Wednesday, July 26, 2006

WHO DESIGNED THE CYANIDE BOMB? An answer, shrouded in secrecy

Readers of Dick Destiny blog know it has spent some time asking about the true origin of the cyanide-producing bomb discussed in Improvised Cyanide Munition: Prototype by government agency. The US-made prototype, described by photograph and memorandum distributed by the Department of Homeland Security in September of 2003, purported to show what intelligence had revealed of an Islamic terrorist design. (See photo at foot of page)

In picture and words, it did not fit the model in the much publicized story of Pulitzer-winner Ron Suskind's Mubtakkar. Suskind, whose grasp of the science of hydrogen cyanide production could best be described as feeble, described the Mubtakkar as a two-compound weapon, one in which hydrochloric acid was mixed with a cyanide salt. But the memorandum distributed by the Department of Homeland Security described a different bomb, one composed of three compounds -- hydrochloric acid, a salt of cyanide and potassium permanganate. The permanganate and cyanide salt in this weapon would react with hydrochloric acid violently.
Whether the weapon would work as advertised in another matter entirely.

As publicity around Suskind's story increased, some terror hunters became excited by a jihadist-drawn diagram of a cyanide bomb, which they also called a Mubtakkar. Described in this article, sponsored by the Defense Threat Reduction Agency (DTRA), the diagram was said to have been on al Qaeda-affiliated websites as early as late 2005 and its errors and limitations are discussed in Jihadist cyanide bomb -- complete with error. (Drawing at foot of page, below DHS-distributed photograph.)

But the jihadist diagram was also an exact duplicate of the photo of the US-made weapon distributed in 2003. This led to the very legitimate question: Did the American prototype, distributed in cyberspace, result in the jihadist diagram? Or was the US device, made for illustrative purpose, actually based on a jihadi design, the original of which the Department of Homeland Security chose not to publicize?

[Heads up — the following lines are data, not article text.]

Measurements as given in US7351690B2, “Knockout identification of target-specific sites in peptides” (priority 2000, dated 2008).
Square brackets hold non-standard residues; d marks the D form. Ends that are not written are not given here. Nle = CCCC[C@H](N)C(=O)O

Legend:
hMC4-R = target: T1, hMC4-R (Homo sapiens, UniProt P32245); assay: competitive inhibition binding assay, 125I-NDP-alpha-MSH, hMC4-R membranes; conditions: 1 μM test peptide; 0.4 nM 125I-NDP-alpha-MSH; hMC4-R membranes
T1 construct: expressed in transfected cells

Since al Qaeda terrorists have copied from US literature in the past for their plans on chemical and biological weapons, without knowing the dates of generation of the designs and photos of the two cyanide bombs, it was difficult to determine which came first.

But donning our Senior Fellow at GlobalSecurity.Org digging helmet, answers -- of a kind, were unearthed.

But they don't come free of strings or in the clear. Since the US intelligence apparatus does not share its information easily, the information comes by way of the insider, the anonymous source with a history of knowing.

And the story is, although no diagrams or paper can be provided to verify it, that the US-made prototype was -- indeed -- made from the jihadi diagram and that it had been found on an al Qaeda-affiliated website prior to the distribution of the Department of Homeland Security memorandum in September of 2003.

Readers will recall that the various designs for a jihadi cyanide-bomb were critically regarded by this writer and a number of trained colleagues in the wake of journalist Ron Suskind's claims that the Mubtakkar weapon was a revolutionary step, equivalent to the terrorist splitting of the atom.

It would, perhaps, create a bang and a splash: " . . . other scientists [which included Dick Destiny blog] that UPI spoke to about the reaction, which uses acid and cyanide crystals to produce hydrogen cyanide gas, stressed that it was a highly volatile process, which generates a huge amount of heat as well as gas -- and would likely destroy the device itself.

Inside information seems also to have indicated this theoretical assessment was correct. Again encumbered with secrecy, and not publicized, a jihadi-made cyanide bomb based on the discussed design was used in Afghanistan. It did not work. And no other information was provided. Take it as you will.
Photo of cyanide bomb from DHS memorandum
Jihadi diagram of three-stage cyanide bomb


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